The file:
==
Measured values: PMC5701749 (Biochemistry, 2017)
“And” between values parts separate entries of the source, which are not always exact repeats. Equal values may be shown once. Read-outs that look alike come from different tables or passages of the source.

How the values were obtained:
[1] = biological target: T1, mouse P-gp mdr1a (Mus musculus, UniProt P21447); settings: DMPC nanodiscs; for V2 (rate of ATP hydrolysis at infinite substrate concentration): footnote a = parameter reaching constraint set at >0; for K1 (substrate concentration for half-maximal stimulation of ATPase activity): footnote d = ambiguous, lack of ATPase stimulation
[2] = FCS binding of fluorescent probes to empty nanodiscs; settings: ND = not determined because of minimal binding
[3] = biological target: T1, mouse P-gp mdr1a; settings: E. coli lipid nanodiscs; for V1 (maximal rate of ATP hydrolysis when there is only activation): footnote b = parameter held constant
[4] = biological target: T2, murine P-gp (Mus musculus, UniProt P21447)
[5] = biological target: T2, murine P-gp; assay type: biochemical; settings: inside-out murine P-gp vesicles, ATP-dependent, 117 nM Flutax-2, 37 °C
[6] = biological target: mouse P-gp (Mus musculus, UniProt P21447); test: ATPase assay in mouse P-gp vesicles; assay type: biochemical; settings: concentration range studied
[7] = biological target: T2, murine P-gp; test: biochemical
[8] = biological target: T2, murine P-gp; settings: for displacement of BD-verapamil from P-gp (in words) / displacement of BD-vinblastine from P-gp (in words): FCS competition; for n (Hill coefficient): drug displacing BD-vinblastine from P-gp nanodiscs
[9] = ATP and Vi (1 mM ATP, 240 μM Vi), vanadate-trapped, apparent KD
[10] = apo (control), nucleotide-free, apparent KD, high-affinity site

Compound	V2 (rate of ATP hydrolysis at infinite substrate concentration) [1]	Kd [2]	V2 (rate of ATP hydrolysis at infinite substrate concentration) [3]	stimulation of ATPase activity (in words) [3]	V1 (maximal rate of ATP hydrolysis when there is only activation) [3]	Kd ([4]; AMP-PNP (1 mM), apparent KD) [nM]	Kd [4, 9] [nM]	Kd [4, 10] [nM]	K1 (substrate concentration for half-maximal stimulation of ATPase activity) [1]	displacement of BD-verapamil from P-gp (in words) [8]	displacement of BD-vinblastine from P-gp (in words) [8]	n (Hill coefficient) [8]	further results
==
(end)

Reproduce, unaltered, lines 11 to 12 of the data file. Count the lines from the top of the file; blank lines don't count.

[8] = biological target: T2, murine P-gp; settings: for displacement of BD-verapamil from P-gp (in words) / displacement of BD-vinblastine from P-gp (in words): FCS competition; for n (Hill coefficient): drug displacing BD-vinblastine from P-gp nanodiscs
[9] = ATP and Vi (1 mM ATP, 240 μM Vi), vanadate-trapped, apparent KD